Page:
3. The available evidence indicates that the Egyptian leadership recognizes that the regaining of Sinai, which is Egypt’s cardinal national objective, is impossible to achieve by military means because of preponderant Israeli military strength. In terminating recently the Soviet military advisory program, Egyptian leadership was well aware that it was weakening itself militarily for an extended period if not permanently. The Egyptian decision in this regard can only be interpreted as reflecting Sadat’s conclusion that a military solution was unrealistic even with their former military relationship with the Soviets and that Egypt’s main objective therefore can only be achieved through some [Page 1052] form of peaceful negotiating process. Sadat’s whole conduct since his assumption of power supports the conclusion that this has been his belief all along and that for him the chief importance of Egyptian military strength consisted only in developing as much credibility of military threat as was possible for tactical bargaining purposes related to a negotiating process.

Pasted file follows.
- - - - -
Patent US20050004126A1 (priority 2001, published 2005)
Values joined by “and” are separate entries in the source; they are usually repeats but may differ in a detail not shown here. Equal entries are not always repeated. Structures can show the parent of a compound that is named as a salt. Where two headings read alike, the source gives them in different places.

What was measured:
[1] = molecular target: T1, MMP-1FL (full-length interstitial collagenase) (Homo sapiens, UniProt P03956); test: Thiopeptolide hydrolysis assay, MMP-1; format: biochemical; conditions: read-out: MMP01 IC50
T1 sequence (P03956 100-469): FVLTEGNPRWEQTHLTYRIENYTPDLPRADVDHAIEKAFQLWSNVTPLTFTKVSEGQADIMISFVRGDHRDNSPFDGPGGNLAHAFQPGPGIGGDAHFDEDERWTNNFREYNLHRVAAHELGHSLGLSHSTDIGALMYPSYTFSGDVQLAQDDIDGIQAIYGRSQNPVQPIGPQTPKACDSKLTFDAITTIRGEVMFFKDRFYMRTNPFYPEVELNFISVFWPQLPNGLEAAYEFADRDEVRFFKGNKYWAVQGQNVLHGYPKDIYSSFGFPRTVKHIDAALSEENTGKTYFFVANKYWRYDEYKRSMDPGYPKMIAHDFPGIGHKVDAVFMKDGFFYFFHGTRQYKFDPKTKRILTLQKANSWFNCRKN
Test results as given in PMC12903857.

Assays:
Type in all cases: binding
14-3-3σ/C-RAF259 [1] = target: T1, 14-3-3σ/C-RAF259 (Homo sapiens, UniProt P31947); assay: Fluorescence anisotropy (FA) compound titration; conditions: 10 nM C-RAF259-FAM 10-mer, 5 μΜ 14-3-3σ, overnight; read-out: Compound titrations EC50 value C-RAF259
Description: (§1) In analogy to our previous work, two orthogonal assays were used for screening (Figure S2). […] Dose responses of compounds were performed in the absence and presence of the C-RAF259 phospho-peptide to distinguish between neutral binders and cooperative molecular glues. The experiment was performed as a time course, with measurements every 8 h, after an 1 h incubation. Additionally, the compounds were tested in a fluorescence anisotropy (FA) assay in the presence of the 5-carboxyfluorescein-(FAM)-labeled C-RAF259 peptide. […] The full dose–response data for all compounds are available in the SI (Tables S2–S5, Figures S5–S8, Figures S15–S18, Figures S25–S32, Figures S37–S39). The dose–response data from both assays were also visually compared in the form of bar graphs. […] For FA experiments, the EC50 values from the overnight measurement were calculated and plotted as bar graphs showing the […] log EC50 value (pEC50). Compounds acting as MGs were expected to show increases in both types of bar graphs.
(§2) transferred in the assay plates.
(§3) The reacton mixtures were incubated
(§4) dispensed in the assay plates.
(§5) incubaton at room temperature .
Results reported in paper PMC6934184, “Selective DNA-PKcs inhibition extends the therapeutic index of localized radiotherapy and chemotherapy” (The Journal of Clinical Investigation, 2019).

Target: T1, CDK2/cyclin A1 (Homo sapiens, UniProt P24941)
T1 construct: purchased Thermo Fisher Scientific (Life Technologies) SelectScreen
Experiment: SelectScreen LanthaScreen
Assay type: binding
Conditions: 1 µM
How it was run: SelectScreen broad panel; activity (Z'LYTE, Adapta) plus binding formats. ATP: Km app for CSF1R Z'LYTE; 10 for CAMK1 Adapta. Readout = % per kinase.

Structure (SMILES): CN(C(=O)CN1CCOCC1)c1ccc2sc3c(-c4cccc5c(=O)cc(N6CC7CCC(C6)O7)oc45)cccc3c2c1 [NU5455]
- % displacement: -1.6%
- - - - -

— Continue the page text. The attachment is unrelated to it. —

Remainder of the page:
4. Among the various considerations that contributed to Sadat’s decision to alter their military relationship with the Soviets, another was his awareness that the Soviet presence in Egypt had long been a factor disturbing to the United States and complicating the quest for peace. Indications [less than 1 line not declassified] suggest that Sadat probably hoped that one of the effects of his decision concerning the Soviets would be to unlock to some degree the existing deadlock and improve the possibility for a renewal of American interest in seeking a peaceful settlement of the Middle East problem. Sadat very likely interprets in this light the timing of the United States Government’s 29 July initiative on preliminary talks.3 Sadat’s termination of the Soviet military program, which evoked a universally favorable reaction in Egypt, eased the internal pressures which had been building around Sadat and bought him time, perhaps as much as a year. But malaise and the same pressures will grow again if the no war-no peace impasse is not eventually resolved.